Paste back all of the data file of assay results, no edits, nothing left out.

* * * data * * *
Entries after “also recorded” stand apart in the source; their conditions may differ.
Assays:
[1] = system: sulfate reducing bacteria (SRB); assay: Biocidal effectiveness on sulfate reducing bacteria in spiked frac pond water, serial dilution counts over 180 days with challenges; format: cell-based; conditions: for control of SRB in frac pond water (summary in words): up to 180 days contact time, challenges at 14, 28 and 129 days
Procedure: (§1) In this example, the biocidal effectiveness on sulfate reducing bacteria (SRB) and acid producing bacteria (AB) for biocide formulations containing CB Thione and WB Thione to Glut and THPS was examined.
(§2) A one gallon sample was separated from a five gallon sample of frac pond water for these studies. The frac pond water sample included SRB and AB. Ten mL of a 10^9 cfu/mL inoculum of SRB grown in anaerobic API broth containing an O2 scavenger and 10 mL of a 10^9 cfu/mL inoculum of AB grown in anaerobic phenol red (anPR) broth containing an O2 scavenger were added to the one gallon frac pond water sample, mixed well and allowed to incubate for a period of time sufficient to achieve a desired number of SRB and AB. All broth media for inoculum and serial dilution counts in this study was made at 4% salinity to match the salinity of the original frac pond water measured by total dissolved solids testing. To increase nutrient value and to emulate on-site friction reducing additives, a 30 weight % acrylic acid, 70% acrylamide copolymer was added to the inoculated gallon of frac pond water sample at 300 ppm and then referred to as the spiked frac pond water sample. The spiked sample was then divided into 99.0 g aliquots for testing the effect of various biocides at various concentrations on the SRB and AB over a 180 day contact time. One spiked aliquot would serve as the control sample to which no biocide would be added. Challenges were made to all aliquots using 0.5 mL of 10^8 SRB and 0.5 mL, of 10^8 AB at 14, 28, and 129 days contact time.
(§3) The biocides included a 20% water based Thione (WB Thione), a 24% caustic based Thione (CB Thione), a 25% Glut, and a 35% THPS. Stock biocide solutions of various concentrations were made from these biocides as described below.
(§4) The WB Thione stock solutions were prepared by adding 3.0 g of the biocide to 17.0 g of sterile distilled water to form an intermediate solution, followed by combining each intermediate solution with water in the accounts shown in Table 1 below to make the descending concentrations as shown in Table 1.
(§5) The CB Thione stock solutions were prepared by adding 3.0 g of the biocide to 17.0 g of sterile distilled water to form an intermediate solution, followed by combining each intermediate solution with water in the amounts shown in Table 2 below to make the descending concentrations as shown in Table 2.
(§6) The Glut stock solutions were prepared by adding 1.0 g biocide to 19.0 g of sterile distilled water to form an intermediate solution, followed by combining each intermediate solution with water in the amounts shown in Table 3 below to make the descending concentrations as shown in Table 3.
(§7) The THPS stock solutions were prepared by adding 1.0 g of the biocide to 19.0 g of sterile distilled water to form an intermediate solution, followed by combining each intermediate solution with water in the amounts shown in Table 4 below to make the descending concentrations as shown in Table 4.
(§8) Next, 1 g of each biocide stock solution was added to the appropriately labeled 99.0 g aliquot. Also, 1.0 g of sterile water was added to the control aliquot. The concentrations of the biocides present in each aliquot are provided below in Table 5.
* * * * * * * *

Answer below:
Entries after “also recorded” stand apart in the source; their conditions may differ.
Assays:
[1] = system: sulfate reducing bacteria (SRB); assay: Biocidal effectiveness on sulfate reducing bacteria in spiked frac pond water, serial dilution counts over 180 days with challenges; format: cell-based; conditions: for control of SRB in frac pond water (summary in words): up to 180 days contact time, challenges at 14, 28 and 129 days
Procedure: (§1) In this example, the biocidal effectiveness on sulfate reducing bacteria (SRB) and acid producing bacteria (AB) for biocide formulations containing CB Thione and WB Thione to Glut and THPS was examined.
(§2) A one gallon sample was separated from a five gallon sample of frac pond water for these studies. The frac pond water sample included SRB and AB. Ten mL of a 10^9 cfu/mL inoculum of SRB grown in anaerobic API broth containing an O2 scavenger and 10 mL of a 10^9 cfu/mL inoculum of AB grown in anaerobic phenol red (anPR) broth containing an O2 scavenger were added to the one gallon frac pond water sample, mixed well and allowed to incubate for a period of time sufficient to achieve a desired number of SRB and AB. All broth media for inoculum and serial dilution counts in this study was made at 4% salinity to match the salinity of the original frac pond water measured by total dissolved solids testing. To increase nutrient value and to emulate on-site friction reducing additives, a 30 weight % acrylic acid, 70% acrylamide copolymer was added to the inoculated gallon of frac pond water sample at 300 ppm and then referred to as the spiked frac pond water sample. The spiked sample was then divided into 99.0 g aliquots for testing the effect of various biocides at various concentrations on the SRB and AB over a 180 day contact time. One spiked aliquot would serve as the control sample to which no biocide would be added. Challenges were made to all aliquots using 0.5 mL of 10^8 SRB and 0.5 mL, of 10^8 AB at 14, 28, and 129 days contact time.
(§3) The biocides included a 20% water based Thione (WB Thione), a 24% caustic based Thione (CB Thione), a 25% Glut, and a 35% THPS. Stock biocide solutions of various concentrations were made from these biocides as described below.
(§4) The WB Thione stock solutions were prepared by adding 3.0 g of the biocide to 17.0 g of sterile distilled water to form an intermediate solution, followed by combining each intermediate solution with water in the accounts shown in Table 1 below to make the descending concentrations as shown in Table 1.
(§5) The CB Thione stock solutions were prepared by adding 3.0 g of the biocide to 17.0 g of sterile distilled water to form an intermediate solution, followed by combining each intermediate solution with water in the amounts shown in Table 2 below to make the descending concentrations as shown in Table 2.
(§6) The Glut stock solutions were prepared by adding 1.0 g biocide to 19.0 g of sterile distilled water to form an intermediate solution, followed by combining each intermediate solution with water in the amounts shown in Table 3 below to make the descending concentrations as shown in Table 3.
(§7) The THPS stock solutions were prepared by adding 1.0 g of the biocide to 19.0 g of sterile distilled water to form an intermediate solution, followed by combining each intermediate solution with water in the amounts shown in Table 4 below to make the descending concentrations as shown in Table 4.
(§8) Next, 1 g of each biocide stock solution was added to the appropriately labeled 99.0 g aliquot. Also, 1.0 g of sterile water was added to the control aliquot. The concentrations of the biocides present in each aliquot are provided below in Table 5.